Consistent with the profile of TANF recipients nationwide, the majority of WtW enrollees in the study sites tended to be unmarried women, less than 40 years old, and of a minority race or ethnicity (Exhibit II.1). The Boston site typifies this pattern. There, 93 percent of enrollees were women and 93 percent were also minorities. Only 5 percent of WtW enrollees in Boston were married. In sharp contrast to the typical study site, Milwaukee's Nontraditional Opportunities for Work (NOW) program, which served noncustodial parents who were on probation or parole or were scheduled to be released soon from prison, had a clientele that was 95 percent male. WtW enrollees in the three primarily rural sites (West Virginia, St. Lucie County, and Yakima) also defied typical patterns: they were less likely than their counterparts in the study's urban sites to be women or members of a minority group and somewhat more likely to be married. In West Virginia, only 17 percent of enrollees were minorities and more than a quarter were married.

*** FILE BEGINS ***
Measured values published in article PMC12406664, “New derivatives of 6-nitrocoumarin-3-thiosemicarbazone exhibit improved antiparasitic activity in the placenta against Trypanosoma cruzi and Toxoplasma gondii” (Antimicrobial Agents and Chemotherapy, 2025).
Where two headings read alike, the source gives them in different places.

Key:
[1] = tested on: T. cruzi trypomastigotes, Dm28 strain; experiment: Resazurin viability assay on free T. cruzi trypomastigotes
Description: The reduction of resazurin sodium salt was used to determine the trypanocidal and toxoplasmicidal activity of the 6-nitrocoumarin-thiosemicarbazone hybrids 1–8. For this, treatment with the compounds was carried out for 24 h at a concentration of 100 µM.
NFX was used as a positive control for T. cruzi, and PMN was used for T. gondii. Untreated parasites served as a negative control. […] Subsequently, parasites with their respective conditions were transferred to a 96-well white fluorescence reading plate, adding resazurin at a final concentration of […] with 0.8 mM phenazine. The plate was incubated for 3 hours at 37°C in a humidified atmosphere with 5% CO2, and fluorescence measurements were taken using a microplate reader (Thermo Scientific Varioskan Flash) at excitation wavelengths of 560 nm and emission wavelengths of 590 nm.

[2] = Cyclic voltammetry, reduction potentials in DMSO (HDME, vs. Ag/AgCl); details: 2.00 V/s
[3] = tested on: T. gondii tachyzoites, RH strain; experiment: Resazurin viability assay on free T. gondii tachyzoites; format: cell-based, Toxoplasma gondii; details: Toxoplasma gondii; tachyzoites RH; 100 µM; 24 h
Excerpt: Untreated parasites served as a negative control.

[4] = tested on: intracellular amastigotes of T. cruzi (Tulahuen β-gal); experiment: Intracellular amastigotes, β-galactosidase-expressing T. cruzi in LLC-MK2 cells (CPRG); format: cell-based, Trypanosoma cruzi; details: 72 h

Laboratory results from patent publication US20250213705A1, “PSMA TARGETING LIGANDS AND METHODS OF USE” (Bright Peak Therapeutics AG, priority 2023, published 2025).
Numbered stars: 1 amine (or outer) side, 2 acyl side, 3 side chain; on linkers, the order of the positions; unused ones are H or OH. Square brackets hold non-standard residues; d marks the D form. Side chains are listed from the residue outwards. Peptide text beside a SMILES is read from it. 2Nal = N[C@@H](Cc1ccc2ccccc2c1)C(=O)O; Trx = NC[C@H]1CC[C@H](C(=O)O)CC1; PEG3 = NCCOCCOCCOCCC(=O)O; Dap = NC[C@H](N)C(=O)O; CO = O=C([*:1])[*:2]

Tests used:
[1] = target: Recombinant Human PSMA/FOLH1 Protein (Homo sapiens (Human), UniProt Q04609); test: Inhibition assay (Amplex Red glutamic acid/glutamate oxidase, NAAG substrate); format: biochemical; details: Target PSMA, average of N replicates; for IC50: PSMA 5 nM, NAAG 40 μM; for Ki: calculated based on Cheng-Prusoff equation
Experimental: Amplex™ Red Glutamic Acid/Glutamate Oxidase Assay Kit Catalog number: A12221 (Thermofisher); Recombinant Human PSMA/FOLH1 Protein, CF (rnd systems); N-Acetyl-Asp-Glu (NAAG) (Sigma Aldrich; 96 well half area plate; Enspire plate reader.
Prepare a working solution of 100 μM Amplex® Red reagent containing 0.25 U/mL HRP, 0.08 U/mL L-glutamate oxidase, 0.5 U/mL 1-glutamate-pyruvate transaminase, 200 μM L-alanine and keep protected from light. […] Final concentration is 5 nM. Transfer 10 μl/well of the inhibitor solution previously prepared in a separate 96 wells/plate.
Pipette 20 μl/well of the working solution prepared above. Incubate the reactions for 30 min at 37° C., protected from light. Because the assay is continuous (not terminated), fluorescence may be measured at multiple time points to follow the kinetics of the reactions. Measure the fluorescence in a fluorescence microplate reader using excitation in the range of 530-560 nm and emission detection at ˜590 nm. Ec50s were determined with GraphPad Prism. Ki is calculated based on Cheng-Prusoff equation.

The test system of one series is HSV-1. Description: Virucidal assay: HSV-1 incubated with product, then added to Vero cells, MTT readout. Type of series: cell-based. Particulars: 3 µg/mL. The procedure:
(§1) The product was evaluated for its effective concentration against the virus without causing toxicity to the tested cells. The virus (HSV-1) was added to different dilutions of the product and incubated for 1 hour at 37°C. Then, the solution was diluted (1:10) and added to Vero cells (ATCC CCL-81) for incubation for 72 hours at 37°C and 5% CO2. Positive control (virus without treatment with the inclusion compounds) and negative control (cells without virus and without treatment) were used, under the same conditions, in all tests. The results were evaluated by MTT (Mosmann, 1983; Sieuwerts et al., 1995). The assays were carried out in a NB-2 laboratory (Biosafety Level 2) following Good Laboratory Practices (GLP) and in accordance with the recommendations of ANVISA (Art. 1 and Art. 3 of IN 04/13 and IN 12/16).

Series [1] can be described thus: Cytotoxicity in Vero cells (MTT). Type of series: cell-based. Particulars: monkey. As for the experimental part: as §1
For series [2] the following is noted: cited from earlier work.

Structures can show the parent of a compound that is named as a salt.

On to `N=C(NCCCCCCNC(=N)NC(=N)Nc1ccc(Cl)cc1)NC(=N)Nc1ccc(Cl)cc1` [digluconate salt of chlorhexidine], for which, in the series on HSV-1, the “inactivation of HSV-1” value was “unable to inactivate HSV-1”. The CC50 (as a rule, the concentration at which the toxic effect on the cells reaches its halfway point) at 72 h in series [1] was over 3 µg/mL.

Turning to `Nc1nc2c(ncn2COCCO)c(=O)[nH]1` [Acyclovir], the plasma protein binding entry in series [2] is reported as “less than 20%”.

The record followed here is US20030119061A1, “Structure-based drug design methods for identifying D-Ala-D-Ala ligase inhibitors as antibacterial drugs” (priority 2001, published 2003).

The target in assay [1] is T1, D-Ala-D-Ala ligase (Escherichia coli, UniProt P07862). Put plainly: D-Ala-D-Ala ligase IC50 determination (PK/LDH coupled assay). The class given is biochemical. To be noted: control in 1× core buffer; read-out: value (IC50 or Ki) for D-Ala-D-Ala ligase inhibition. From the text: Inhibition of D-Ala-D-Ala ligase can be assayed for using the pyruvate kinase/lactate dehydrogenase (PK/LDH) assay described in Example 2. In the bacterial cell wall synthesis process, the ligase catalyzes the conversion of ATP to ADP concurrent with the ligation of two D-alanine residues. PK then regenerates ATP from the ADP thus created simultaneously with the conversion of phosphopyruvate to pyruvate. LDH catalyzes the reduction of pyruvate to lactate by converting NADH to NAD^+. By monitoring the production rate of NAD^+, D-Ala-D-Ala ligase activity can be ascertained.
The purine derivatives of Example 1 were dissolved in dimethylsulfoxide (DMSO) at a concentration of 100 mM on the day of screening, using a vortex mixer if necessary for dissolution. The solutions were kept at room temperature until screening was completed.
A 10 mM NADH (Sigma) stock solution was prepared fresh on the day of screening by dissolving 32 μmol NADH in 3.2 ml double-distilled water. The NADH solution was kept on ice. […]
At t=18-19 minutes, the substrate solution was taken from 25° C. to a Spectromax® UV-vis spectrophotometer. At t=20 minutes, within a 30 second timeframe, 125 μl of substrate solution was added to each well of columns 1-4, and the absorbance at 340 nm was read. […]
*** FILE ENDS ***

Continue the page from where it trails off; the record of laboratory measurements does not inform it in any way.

In most sites, women represented more than three-quarters of WtW enrollees. Furthermore, over 90 percent of enrollees were women in all sites except Milwaukee (5 percent), West Virginia (79 percent), and Yakima (80 percent). In Nashville and Philadelphia, practically all WtW enrollees were women.
The majority of WtW enrollees were African American in all sites except West Virginia, where the proportion of enrollees who were black was 14 percent. In Chicago and Philadelphia, about 90 percent of WtW enrollees were black, reflecting the prevalence of African Americans in their TANF populations. Hispanics accounted for more than one in four WtW enrollees in Boston and Ft. Worth, reflecting the profile of the welfare population in these areas. In St. Lucie County, only 8 percent were Hispanic, despite a large Hispanic presence in Florida.
Very few WtW enrollees were married when they entered the program. With the exception of West Virginia, fewer than one in six WtW enrollees was married at the time of program entry. Moreover, also with the exception of West Virginia, the majority of enrollees had never been married. Boston, Chicago, and Philadelphia exhibited particularly high rates of enrollees about three in four who had never been married at the time of program entry.